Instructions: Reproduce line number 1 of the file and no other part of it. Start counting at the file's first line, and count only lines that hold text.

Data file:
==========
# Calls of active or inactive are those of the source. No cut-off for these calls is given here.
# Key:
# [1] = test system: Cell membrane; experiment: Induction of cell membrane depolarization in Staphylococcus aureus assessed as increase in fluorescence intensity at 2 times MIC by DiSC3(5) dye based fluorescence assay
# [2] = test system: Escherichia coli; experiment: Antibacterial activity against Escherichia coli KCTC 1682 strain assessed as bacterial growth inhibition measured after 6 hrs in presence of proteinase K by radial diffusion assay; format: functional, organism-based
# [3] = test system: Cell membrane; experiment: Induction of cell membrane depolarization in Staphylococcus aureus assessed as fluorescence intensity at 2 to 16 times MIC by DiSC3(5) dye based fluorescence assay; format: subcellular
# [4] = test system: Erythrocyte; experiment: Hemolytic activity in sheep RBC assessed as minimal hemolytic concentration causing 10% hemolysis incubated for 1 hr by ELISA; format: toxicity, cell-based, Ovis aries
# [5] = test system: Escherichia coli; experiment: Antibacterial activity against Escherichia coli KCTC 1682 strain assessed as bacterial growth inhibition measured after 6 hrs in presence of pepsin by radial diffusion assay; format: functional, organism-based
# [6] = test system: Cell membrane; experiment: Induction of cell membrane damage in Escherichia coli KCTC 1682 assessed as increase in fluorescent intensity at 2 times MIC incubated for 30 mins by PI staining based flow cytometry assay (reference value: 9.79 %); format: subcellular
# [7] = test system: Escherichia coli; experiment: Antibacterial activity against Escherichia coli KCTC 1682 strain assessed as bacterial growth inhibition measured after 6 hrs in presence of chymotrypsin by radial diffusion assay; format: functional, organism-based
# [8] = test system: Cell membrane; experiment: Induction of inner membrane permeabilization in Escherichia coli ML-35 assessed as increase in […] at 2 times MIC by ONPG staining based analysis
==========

# Calls of active or inactive are those of the source. No cut-off for these calls is given here.